Unlike NYU, Purdue University is located in a great place to live off campus. Most students choose to live on campus during their freshman year, but it is not required. As the number of students attending has grown, Purdue no longer has enough housing to house the entire incoming class. They can guarantee housing for all students who commit to attending by the beginning of May, but housing is only available first-come, first-serve after that.

3. University of California, Davis

UC Davis guarantees housing for all incoming freshmen during their fall quarter but not past that. It is up to the students if they would like to live on or off campus, even for their first quarter. The university does have an excellent housing office that will help students find good off-campus housing options, making a living off-campus a little easier than at some other schools.

4. Texas A&M University

Unless you join the Corps of Cadets leadership program at Texas A&M, you will not be required to live on campus. On-campus housing is given out to freshmen in a first-come, first-served system. Unfortunately, the university doesn’t have enough housing to meet the on-campus housing interest, but they will support you and help you find a suitable off-campus option.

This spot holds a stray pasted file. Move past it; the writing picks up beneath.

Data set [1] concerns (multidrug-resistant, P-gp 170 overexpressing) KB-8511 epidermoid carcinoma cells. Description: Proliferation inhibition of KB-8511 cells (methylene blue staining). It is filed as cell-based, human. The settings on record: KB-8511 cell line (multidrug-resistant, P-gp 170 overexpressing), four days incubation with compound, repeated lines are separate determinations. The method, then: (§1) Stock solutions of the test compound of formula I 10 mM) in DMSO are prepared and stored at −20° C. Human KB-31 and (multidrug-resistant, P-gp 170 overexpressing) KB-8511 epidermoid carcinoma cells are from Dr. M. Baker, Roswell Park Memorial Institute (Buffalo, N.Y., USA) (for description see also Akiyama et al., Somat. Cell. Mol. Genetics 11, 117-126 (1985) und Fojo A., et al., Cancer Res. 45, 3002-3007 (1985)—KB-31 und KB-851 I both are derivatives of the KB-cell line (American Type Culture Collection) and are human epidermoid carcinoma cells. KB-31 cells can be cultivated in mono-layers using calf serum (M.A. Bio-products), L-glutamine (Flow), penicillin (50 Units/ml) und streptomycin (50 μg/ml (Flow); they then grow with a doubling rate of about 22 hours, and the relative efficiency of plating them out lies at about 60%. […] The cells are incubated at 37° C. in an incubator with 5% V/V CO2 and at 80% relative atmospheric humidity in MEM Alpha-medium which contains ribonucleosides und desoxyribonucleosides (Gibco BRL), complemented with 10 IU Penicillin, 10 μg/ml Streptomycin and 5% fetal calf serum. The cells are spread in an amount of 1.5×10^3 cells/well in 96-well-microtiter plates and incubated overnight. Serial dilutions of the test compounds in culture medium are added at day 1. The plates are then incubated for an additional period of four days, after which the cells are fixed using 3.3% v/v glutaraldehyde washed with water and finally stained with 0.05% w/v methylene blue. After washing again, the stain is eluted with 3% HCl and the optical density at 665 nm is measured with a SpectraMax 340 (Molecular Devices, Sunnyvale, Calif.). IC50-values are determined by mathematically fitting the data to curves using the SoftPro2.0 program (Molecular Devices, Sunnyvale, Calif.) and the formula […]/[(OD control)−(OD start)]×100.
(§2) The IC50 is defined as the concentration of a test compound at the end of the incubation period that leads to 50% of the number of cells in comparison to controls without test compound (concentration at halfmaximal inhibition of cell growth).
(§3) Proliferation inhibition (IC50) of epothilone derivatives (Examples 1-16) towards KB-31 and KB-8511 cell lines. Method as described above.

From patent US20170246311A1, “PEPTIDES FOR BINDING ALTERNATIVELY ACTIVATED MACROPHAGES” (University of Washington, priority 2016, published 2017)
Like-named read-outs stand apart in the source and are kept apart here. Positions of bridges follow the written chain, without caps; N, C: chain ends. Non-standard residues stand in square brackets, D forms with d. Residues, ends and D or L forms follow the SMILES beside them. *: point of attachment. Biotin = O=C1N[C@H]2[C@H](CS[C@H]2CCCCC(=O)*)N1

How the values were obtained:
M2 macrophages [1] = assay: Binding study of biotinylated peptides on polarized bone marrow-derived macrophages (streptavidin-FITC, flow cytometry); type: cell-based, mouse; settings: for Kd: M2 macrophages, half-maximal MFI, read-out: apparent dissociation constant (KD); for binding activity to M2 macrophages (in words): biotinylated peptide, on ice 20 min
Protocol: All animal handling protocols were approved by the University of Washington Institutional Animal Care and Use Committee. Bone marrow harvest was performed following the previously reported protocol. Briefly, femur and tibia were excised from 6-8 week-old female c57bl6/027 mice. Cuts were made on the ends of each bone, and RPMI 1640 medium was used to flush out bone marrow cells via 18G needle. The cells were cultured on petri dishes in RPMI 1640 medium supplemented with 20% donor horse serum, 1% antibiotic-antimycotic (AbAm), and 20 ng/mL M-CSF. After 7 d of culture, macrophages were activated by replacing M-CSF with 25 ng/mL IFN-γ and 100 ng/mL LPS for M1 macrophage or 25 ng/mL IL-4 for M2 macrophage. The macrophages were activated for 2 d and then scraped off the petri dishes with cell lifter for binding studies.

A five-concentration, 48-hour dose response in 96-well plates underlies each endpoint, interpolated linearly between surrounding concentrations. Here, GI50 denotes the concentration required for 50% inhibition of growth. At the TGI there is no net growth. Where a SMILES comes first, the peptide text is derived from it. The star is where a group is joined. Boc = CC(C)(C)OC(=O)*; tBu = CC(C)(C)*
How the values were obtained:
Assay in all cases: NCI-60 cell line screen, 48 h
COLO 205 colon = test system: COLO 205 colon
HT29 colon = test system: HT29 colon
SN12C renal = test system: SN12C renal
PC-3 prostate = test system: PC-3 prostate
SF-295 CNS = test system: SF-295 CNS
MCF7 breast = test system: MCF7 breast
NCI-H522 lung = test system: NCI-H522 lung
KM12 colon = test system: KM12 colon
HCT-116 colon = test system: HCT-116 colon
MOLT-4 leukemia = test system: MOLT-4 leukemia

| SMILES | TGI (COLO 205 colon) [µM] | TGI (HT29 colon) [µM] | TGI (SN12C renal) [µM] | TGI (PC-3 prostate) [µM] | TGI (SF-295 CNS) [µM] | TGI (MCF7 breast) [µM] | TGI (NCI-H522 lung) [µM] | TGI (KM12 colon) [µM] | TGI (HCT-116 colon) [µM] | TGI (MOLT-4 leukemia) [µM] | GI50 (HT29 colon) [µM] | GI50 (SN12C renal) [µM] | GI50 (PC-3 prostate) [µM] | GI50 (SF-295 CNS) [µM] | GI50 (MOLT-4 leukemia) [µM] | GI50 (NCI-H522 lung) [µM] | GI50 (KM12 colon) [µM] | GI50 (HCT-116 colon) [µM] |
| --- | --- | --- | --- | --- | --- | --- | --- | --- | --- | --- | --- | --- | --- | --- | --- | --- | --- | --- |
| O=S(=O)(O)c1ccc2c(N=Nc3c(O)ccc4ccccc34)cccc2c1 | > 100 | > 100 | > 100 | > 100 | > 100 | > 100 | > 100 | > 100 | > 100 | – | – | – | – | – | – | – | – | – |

5. Florida State University

Although students are encouraged to live on campus during their freshmen year at Florida State University, they are not required to. The university leaves the choice up to the students, but it does have housing should students want to live on campus instead of off campus.

6. Fordham University

Located in the Bronx in New York City, Fordham is another urban college campus similar to NYU. The university will guarantee housing is available for students for all four years, but students are not required to live in university-owned housing. Even during a student’s freshmen year, it is up to them where they live.